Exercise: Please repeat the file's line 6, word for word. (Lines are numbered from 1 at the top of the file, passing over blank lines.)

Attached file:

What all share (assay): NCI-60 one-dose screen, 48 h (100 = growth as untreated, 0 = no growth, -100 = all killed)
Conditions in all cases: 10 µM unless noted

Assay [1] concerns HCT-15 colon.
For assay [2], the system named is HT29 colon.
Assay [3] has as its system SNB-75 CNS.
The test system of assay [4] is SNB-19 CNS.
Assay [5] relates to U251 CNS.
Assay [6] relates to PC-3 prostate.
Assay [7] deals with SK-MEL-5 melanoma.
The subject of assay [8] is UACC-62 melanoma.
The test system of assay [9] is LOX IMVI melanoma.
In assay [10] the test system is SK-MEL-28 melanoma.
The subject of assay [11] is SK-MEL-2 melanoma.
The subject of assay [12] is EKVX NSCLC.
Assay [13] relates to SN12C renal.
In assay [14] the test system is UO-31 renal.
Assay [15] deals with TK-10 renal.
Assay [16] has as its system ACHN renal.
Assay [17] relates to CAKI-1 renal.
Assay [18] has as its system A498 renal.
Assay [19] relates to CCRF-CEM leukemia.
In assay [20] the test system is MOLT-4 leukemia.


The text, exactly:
The test system of assay [4] is SNB-19 CNS.